Transposing construction site information and keeping it in a digital value chain

  • 02.08.2022
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BIM file series @ SGI

By Thomas Eglinger, BIM manager at SGI


For more than 50 years, SGI Ingénierie SA Luxembourg has been active in the field of engineering: building structures, technical engineering, infrastructures, engineering structures, construction management, health and safety coordination, and project management. The company employs a hundred of people, each tasked with ensuring the success of its clients’ projects – from design mission to field supervision.

For this new contribution in our ongoing blog series entitled “The BIM Files @…” we asked Thomas Eglinger, BIM Manager at SGI, a multidisciplinary European engineering group based in Luxembourg, to share how his firm used BIM technology to track back so they could build forward.

The BIM approach at SGI

For over 12 years, I have worked in project management, providing development and services for a range of clients. Since 2018, I have held the role of BIM Manager at SGI.

To encourage what I call “BIM Thinking,” I also lead a BIM internal development effort and share my expertise at external events, including the BIM Lux trade fair, conferences, and canvassing clients. I am also a CRTI-b and IFSB BIM trainer and work with universities in France as part of a pedagogical committee and as a thesis director.

Why? I believe BIM is a crucial technology for all phases of a construction project – it’s how we move the project forward through all the key stages. And for one particular project at SGI, the BIM allowed us to recreate the past in the present tense so we could create the future.


Parking des Martyrs – not your typical project

Built in 1981, The Martyrs Car Park in Luxembourg consisted of three underground levels, comprised of 11,000m2 of space. Until September of 2019, when a fire broke out in the car park.

What sparked the need for … a retrospective BIM

The city of Luxembourg (the department Service Ouvrages d’art) saw its potential still and wanted to rehabilitate the damaged car park. A noble cause, but one that came with quite the challenges for the construction engineers tasked with assessing and executing the job:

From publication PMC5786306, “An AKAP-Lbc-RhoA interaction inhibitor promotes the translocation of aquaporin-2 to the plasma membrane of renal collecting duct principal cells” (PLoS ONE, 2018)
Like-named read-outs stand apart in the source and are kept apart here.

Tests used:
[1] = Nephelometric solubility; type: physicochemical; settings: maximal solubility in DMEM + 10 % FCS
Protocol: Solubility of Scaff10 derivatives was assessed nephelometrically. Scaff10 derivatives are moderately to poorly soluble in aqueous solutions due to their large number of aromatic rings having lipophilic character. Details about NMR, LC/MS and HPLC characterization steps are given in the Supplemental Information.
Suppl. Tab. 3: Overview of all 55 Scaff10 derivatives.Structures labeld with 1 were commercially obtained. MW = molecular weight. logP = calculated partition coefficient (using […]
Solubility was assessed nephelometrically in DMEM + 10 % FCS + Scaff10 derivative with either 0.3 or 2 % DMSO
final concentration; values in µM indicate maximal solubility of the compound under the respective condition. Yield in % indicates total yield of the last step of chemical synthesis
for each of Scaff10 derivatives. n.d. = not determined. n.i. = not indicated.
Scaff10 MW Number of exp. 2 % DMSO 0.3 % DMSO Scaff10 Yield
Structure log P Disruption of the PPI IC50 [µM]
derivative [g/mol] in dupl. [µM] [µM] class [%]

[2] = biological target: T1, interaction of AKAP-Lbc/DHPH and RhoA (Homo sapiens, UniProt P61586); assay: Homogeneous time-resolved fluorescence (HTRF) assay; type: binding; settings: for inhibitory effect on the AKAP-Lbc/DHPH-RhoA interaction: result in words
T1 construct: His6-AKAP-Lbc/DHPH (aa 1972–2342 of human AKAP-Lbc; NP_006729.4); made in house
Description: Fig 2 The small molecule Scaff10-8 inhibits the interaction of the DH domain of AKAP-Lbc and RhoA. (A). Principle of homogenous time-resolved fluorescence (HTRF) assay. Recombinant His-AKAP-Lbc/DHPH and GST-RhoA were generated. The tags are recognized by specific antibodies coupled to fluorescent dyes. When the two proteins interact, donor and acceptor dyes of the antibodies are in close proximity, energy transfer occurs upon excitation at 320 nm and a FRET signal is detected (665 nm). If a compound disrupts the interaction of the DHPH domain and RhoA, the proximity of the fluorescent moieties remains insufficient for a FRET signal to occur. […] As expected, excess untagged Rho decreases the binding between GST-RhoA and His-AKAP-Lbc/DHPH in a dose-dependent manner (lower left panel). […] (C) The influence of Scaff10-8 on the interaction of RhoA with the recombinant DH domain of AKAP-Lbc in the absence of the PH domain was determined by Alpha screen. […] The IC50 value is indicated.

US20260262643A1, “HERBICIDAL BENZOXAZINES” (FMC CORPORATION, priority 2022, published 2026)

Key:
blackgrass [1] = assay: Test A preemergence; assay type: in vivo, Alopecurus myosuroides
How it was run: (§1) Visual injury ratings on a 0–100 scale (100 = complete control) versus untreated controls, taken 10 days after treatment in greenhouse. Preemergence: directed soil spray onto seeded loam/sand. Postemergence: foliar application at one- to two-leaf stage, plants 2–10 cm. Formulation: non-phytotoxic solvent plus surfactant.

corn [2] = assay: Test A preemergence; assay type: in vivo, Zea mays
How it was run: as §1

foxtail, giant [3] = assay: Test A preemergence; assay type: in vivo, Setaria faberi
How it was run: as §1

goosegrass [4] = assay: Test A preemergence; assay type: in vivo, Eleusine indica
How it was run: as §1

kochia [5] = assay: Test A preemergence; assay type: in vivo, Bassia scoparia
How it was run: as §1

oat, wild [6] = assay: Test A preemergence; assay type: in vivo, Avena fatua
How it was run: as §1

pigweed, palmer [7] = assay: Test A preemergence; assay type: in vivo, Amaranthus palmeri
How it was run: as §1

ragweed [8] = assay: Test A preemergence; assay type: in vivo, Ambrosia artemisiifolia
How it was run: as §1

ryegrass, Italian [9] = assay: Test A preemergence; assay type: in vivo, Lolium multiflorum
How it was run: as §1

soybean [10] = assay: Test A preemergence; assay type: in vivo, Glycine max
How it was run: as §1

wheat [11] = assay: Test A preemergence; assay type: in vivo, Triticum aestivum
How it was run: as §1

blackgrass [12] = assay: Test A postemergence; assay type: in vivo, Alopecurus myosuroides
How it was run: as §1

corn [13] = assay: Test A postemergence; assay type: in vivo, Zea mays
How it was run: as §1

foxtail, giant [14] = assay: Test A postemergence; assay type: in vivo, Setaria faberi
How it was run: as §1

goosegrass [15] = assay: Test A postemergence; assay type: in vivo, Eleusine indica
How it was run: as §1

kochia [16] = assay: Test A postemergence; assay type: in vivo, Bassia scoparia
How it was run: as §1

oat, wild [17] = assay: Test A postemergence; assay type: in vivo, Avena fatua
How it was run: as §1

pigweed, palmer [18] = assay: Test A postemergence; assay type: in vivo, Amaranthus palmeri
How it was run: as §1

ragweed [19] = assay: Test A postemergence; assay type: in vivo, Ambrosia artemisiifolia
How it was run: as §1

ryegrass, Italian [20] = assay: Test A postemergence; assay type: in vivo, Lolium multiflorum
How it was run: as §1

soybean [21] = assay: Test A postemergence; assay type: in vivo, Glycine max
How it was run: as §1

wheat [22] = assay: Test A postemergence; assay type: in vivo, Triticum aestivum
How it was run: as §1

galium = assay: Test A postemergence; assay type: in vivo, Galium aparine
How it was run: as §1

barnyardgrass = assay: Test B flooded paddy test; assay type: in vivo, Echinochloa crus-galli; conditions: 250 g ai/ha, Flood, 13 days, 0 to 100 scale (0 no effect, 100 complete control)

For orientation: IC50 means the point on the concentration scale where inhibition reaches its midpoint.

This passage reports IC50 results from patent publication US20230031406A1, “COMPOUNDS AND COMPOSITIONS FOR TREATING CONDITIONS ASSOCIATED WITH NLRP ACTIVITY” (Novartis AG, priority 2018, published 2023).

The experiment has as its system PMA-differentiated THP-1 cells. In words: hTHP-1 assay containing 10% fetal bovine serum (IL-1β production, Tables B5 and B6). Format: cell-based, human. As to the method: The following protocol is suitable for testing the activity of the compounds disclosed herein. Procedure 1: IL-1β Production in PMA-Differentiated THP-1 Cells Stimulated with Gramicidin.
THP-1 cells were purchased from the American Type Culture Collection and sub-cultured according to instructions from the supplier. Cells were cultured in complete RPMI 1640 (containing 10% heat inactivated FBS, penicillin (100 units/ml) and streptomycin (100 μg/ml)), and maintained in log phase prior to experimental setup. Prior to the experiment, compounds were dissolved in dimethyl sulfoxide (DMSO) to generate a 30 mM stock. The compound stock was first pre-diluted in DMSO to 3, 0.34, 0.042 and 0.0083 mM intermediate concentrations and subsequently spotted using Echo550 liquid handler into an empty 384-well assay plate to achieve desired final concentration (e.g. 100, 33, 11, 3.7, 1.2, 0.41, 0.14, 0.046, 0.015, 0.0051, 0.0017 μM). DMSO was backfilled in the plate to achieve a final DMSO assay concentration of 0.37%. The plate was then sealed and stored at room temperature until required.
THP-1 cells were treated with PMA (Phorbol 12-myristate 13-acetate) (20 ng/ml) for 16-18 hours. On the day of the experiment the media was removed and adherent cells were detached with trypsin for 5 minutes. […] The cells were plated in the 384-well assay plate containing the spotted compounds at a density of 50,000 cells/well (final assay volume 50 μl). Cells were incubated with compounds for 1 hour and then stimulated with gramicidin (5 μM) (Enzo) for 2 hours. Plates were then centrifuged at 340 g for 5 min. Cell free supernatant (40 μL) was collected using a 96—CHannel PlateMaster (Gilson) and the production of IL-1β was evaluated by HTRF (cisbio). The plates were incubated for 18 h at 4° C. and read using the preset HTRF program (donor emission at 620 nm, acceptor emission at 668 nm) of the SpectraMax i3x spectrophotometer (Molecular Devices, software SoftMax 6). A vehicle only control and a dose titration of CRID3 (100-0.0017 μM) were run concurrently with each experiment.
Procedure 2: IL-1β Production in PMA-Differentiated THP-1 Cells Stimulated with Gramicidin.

1. The renovation of this “structure” (the car park is not considered a building because of slopes) held its own complexity. It included hundreds of beams, slabbed and sloped floors, and integrated sloping reservations. Moreover, there was deformation due to the age of the building.
  2. Generic modelling could not outline the project as a whole, which complicated existing and future project integration plans and the coordination between the architect and the engineering offices.
  3. The different construction types and structural deformations, forces the team to focus more on the structural model and less on the architectural model.
  4. To free up more time for the design teams, SGI first had to create a digital model from pre-existing input data, including 3D scans, period execution plans, and surveys.

As the modelling of this pre-existing data progressed, even more challenges arose. Though not an actual reality, BIM modelling is a representation of the reality. Unfortunately, it was not in the time and financial scale of the project to model all the 317 TT beams according to their deformation after 50 years.

Information like reservations in selected places and the corbels’ state was crucial, but only an expert engineer could identify them. There was no budget for a dedicated software expert to make it happen and most georeferencing tools they looked at did not offer what they truly needed.

So, now what?

SmARt Viewer to the rescue for a retro-BIM success

My objective throughout this project to experiment an ideal BIM environment – realising a Retro-BIM and gradually progress it into an overall sustainable BIM process.

To make this happen, we needed to reinforce coordination and collaboration around the model and use the right tools so we could create the perfect output for the customer:  a digital as-built which validates the project now as is, but also makes it futureproof.

That’s the challenge I set myself out to achieve, and why I started onboarding digital and cloud-based solutions to create a lean and integrated digital process.

It’s why I selected Axeobim as our selected CDE platform and why I approached GenieVision. I needed an AR solution to visualise each model and/or site surveys done on site by the BIM manager or the engineers.  This SmARt viewer would easily feed the model with geolocated pictures, speeding up the entire control process instead of doing it manually without any option of gathering all images or notes on a central location. It’s a portable solution, enabling all people on site to work offline while being connected to our existing systems in standardised ISO formats. The information is also stored on a cloud platform and can be accessed at all times by “non-BIM expert” users.


I was always a strong advocate for using BIM processes to improve the management of our projects. And in this case, I believe the retro BIM will prove essential to solve this specific repurposing challenge and help meet the unique demands of this project and improve overall project coordination. Our work on the car park illustrates yet again the crucial role BIM plays in tracking and matching actual situations, and how to actively use it to enhance refurbishing outcomes. Especially when leveraged with AR.

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